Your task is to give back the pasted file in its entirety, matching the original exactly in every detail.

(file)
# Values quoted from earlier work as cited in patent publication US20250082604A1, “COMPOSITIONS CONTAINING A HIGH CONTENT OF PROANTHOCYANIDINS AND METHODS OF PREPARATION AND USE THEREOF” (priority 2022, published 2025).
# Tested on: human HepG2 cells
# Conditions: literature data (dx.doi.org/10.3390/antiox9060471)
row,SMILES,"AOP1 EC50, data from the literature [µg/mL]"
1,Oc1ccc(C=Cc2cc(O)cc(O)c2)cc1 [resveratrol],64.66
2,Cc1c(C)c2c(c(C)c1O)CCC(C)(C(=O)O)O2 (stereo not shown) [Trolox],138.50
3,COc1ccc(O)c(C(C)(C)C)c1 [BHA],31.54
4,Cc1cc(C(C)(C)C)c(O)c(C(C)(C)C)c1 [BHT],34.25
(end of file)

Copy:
# Values quoted from earlier work as cited in patent publication US20250082604A1, “COMPOSITIONS CONTAINING A HIGH CONTENT OF PROANTHOCYANIDINS AND METHODS OF PREPARATION AND USE THEREOF” (priority 2022, published 2025).
# Tested on: human HepG2 cells
# Conditions: literature data (dx.doi.org/10.3390/antiox9060471)
row,SMILES,"AOP1 EC50, data from the literature [µg/mL]"
1,Oc1ccc(C=Cc2cc(O)cc(O)c2)cc1 [resveratrol],64.66
2,Cc1c(C)c2c(c(C)c1O)CCC(C)(C(=O)O)O2 (stereo not shown) [Trolox],138.50
3,COc1ccc(O)c(C(C)(C)C)c1 [BHA],31.54
4,Cc1cc(C(C)(C)C)c(O)c(C(C)(C)C)c1 [BHT],34.25